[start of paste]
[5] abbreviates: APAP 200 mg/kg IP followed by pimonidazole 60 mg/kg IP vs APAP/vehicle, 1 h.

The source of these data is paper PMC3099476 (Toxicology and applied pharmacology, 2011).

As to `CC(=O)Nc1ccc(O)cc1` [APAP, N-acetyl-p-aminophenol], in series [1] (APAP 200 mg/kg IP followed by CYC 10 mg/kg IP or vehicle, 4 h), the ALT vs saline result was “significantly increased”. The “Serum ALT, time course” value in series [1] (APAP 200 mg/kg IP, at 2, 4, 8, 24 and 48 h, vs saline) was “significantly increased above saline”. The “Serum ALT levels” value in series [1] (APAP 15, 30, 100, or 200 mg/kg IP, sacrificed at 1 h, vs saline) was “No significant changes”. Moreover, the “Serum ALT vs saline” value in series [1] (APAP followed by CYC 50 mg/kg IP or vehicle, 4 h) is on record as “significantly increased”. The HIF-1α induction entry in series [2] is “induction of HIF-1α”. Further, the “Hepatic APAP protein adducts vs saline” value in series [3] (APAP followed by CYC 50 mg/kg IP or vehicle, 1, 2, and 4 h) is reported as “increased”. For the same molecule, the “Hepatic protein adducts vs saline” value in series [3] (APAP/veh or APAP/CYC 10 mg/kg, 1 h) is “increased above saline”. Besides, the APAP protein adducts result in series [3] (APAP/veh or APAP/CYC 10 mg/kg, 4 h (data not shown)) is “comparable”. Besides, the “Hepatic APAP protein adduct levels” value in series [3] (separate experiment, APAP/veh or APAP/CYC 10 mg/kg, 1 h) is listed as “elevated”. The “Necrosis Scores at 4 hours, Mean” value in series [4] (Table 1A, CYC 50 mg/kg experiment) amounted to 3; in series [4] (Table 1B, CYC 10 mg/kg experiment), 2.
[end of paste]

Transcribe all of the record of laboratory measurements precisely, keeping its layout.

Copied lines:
[5] abbreviates: APAP 200 mg/kg IP followed by pimonidazole 60 mg/kg IP vs APAP/vehicle, 1 h.

The source of these data is paper PMC3099476 (Toxicology and applied pharmacology, 2011).

As to `CC(=O)Nc1ccc(O)cc1` [APAP, N-acetyl-p-aminophenol], in series [1] (APAP 200 mg/kg IP followed by CYC 10 mg/kg IP or vehicle, 4 h), the ALT vs saline result was “significantly increased”. The “Serum ALT, time course” value in series [1] (APAP 200 mg/kg IP, at 2, 4, 8, 24 and 48 h, vs saline) was “significantly increased above saline”. The “Serum ALT levels” value in series [1] (APAP 15, 30, 100, or 200 mg/kg IP, sacrificed at 1 h, vs saline) was “No significant changes”. Moreover, the “Serum ALT vs saline” value in series [1] (APAP followed by CYC 50 mg/kg IP or vehicle, 4 h) is on record as “significantly increased”. The HIF-1α induction entry in series [2] is “induction of HIF-1α”. Further, the “Hepatic APAP protein adducts vs saline” value in series [3] (APAP followed by CYC 50 mg/kg IP or vehicle, 1, 2, and 4 h) is reported as “increased”. For the same molecule, the “Hepatic protein adducts vs saline” value in series [3] (APAP/veh or APAP/CYC 10 mg/kg, 1 h) is “increased above saline”. Besides, the APAP protein adducts result in series [3] (APAP/veh or APAP/CYC 10 mg/kg, 4 h (data not shown)) is “comparable”. Besides, the “Hepatic APAP protein adduct levels” value in series [3] (separate experiment, APAP/veh or APAP/CYC 10 mg/kg, 1 h) is listed as “elevated”. The “Necrosis Scores at 4 hours, Mean” value in series [4] (Table 1A, CYC 50 mg/kg experiment) amounted to 3; in series [4] (Table 1B, CYC 10 mg/kg experiment), 2.